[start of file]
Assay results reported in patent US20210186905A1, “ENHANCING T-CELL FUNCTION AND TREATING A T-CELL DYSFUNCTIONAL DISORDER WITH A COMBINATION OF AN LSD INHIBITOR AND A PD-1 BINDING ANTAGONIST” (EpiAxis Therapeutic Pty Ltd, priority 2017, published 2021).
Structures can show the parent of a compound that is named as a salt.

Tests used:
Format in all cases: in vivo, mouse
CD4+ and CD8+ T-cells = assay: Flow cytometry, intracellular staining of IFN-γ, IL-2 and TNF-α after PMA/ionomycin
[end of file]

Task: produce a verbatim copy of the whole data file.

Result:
Assay results reported in patent US20210186905A1, “ENHANCING T-CELL FUNCTION AND TREATING A T-CELL DYSFUNCTIONAL DISORDER WITH A COMBINATION OF AN LSD INHIBITOR AND A PD-1 BINDING ANTAGONIST” (EpiAxis Therapeutic Pty Ltd, priority 2017, published 2021).
Structures can show the parent of a compound that is named as a salt.

Tests used:
Format in all cases: in vivo, mouse
CD4+ and CD8+ T-cells = assay: Flow cytometry, intracellular staining of IFN-γ, IL-2 and TNF-α after PMA/ionomycin